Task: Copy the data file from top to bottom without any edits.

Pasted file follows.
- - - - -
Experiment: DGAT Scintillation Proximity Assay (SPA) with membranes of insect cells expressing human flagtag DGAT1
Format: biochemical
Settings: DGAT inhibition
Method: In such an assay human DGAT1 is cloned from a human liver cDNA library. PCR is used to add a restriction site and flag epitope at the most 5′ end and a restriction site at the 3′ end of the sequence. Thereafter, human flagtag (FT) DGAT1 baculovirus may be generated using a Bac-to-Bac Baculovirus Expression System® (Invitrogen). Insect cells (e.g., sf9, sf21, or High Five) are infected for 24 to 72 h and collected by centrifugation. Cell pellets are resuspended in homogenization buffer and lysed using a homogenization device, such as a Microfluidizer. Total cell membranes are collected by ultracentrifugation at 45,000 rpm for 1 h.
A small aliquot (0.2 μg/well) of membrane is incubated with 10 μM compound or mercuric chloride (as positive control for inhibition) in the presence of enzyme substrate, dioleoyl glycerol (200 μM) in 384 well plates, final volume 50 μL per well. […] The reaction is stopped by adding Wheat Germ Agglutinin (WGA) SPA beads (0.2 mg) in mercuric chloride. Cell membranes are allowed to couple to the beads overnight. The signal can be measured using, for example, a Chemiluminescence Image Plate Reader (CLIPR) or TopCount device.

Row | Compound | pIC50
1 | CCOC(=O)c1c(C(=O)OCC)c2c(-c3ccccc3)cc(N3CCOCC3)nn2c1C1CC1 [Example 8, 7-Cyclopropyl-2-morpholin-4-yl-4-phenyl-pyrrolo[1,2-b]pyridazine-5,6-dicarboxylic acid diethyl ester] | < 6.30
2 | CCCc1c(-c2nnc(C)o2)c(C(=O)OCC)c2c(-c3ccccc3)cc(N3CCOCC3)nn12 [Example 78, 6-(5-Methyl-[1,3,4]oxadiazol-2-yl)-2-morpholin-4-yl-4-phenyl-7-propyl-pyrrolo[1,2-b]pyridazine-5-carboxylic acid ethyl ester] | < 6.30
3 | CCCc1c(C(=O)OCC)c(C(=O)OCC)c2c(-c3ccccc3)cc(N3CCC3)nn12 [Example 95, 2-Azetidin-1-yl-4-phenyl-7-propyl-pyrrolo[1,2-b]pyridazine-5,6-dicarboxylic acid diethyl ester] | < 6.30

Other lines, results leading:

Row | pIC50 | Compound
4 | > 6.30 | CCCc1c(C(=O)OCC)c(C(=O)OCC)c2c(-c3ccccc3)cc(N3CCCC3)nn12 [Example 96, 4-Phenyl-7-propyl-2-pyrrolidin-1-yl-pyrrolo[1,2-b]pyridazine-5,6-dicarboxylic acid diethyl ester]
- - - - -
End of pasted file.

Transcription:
Experiment: DGAT Scintillation Proximity Assay (SPA) with membranes of insect cells expressing human flagtag DGAT1
Format: biochemical
Settings: DGAT inhibition
Method: In such an assay human DGAT1 is cloned from a human liver cDNA library. PCR is used to add a restriction site and flag epitope at the most 5′ end and a restriction site at the 3′ end of the sequence. Thereafter, human flagtag (FT) DGAT1 baculovirus may be generated using a Bac-to-Bac Baculovirus Expression System® (Invitrogen). Insect cells (e.g., sf9, sf21, or High Five) are infected for 24 to 72 h and collected by centrifugation. Cell pellets are resuspended in homogenization buffer and lysed using a homogenization device, such as a Microfluidizer. Total cell membranes are collected by ultracentrifugation at 45,000 rpm for 1 h.
A small aliquot (0.2 μg/well) of membrane is incubated with 10 μM compound or mercuric chloride (as positive control for inhibition) in the presence of enzyme substrate, dioleoyl glycerol (200 μM) in 384 well plates, final volume 50 μL per well. […] The reaction is stopped by adding Wheat Germ Agglutinin (WGA) SPA beads (0.2 mg) in mercuric chloride. Cell membranes are allowed to couple to the beads overnight. The signal can be measured using, for example, a Chemiluminescence Image Plate Reader (CLIPR) or TopCount device.

Row | Compound | pIC50
1 | CCOC(=O)c1c(C(=O)OCC)c2c(-c3ccccc3)cc(N3CCOCC3)nn2c1C1CC1 [Example 8, 7-Cyclopropyl-2-morpholin-4-yl-4-phenyl-pyrrolo[1,2-b]pyridazine-5,6-dicarboxylic acid diethyl ester] | < 6.30
2 | CCCc1c(-c2nnc(C)o2)c(C(=O)OCC)c2c(-c3ccccc3)cc(N3CCOCC3)nn12 [Example 78, 6-(5-Methyl-[1,3,4]oxadiazol-2-yl)-2-morpholin-4-yl-4-phenyl-7-propyl-pyrrolo[1,2-b]pyridazine-5-carboxylic acid ethyl ester] | < 6.30
3 | CCCc1c(C(=O)OCC)c(C(=O)OCC)c2c(-c3ccccc3)cc(N3CCC3)nn12 [Example 95, 2-Azetidin-1-yl-4-phenyl-7-propyl-pyrrolo[1,2-b]pyridazine-5,6-dicarboxylic acid diethyl ester] | < 6.30

Other lines, results leading:

Row | pIC50 | Compound
4 | > 6.30 | CCCc1c(C(=O)OCC)c(C(=O)OCC)c2c(-c3ccccc3)cc(N3CCCC3)nn12 [Example 96, 4-Phenyl-7-propyl-2-pyrrolidin-1-yl-pyrrolo[1,2-b]pyridazine-5,6-dicarboxylic acid diethyl ester]